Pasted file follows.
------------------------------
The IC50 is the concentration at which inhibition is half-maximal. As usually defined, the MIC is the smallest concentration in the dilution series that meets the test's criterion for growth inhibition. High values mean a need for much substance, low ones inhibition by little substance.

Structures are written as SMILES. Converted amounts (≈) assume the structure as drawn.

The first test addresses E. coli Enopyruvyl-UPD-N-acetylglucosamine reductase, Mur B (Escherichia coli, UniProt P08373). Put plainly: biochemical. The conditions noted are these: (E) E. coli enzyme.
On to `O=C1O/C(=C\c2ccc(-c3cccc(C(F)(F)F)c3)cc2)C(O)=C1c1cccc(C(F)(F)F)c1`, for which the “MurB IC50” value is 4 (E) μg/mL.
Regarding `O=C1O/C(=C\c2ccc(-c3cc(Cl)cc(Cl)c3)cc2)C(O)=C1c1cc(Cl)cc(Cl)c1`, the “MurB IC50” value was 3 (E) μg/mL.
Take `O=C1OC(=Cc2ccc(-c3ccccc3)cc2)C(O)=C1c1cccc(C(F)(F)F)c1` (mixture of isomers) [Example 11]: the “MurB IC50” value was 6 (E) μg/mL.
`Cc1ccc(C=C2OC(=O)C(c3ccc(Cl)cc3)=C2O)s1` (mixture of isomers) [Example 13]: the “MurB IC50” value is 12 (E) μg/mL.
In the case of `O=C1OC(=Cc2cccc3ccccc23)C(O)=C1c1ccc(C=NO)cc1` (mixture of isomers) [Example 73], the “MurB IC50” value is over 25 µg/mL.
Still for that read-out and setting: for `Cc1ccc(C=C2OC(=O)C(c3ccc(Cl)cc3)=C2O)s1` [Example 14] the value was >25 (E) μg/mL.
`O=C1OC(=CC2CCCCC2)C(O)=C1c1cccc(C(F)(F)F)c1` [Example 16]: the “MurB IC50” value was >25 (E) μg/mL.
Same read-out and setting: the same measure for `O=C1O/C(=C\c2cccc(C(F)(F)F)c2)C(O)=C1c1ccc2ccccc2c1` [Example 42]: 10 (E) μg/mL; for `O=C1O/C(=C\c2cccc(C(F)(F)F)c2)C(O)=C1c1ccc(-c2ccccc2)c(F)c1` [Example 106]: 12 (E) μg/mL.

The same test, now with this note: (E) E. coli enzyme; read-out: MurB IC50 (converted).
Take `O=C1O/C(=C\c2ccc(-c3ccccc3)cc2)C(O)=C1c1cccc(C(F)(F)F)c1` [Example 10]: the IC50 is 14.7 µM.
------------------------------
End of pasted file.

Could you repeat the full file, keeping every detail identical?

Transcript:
The IC50 is the concentration at which inhibition is half-maximal. As usually defined, the MIC is the smallest concentration in the dilution series that meets the test's criterion for growth inhibition. High values mean a need for much substance, low ones inhibition by little substance.

Structures are written as SMILES. Converted amounts (≈) assume the structure as drawn.

The first test addresses E. coli Enopyruvyl-UPD-N-acetylglucosamine reductase, Mur B (Escherichia coli, UniProt P08373). Put plainly: biochemical. The conditions noted are these: (E) E. coli enzyme.
On to `O=C1O/C(=C\c2ccc(-c3cccc(C(F)(F)F)c3)cc2)C(O)=C1c1cccc(C(F)(F)F)c1`, for which the “MurB IC50” value is 4 (E) μg/mL.
Regarding `O=C1O/C(=C\c2ccc(-c3cc(Cl)cc(Cl)c3)cc2)C(O)=C1c1cc(Cl)cc(Cl)c1`, the “MurB IC50” value was 3 (E) μg/mL.
Take `O=C1OC(=Cc2ccc(-c3ccccc3)cc2)C(O)=C1c1cccc(C(F)(F)F)c1` (mixture of isomers) [Example 11]: the “MurB IC50” value was 6 (E) μg/mL.
`Cc1ccc(C=C2OC(=O)C(c3ccc(Cl)cc3)=C2O)s1` (mixture of isomers) [Example 13]: the “MurB IC50” value is 12 (E) μg/mL.
In the case of `O=C1OC(=Cc2cccc3ccccc23)C(O)=C1c1ccc(C=NO)cc1` (mixture of isomers) [Example 73], the “MurB IC50” value is over 25 µg/mL.
Still for that read-out and setting: for `Cc1ccc(C=C2OC(=O)C(c3ccc(Cl)cc3)=C2O)s1` [Example 14] the value was >25 (E) μg/mL.
`O=C1OC(=CC2CCCCC2)C(O)=C1c1cccc(C(F)(F)F)c1` [Example 16]: the “MurB IC50” value was >25 (E) μg/mL.
Same read-out and setting: the same measure for `O=C1O/C(=C\c2cccc(C(F)(F)F)c2)C(O)=C1c1ccc2ccccc2c1` [Example 42]: 10 (E) μg/mL; for `O=C1O/C(=C\c2cccc(C(F)(F)F)c2)C(O)=C1c1ccc(-c2ccccc2)c(F)c1` [Example 106]: 12 (E) μg/mL.

The same test, now with this note: (E) E. coli enzyme; read-out: MurB IC50 (converted).
Take `O=C1O/C(=C\c2ccc(-c3ccccc3)cc2)C(O)=C1c1cccc(C(F)(F)F)c1` [Example 10]: the IC50 is 14.7 µM.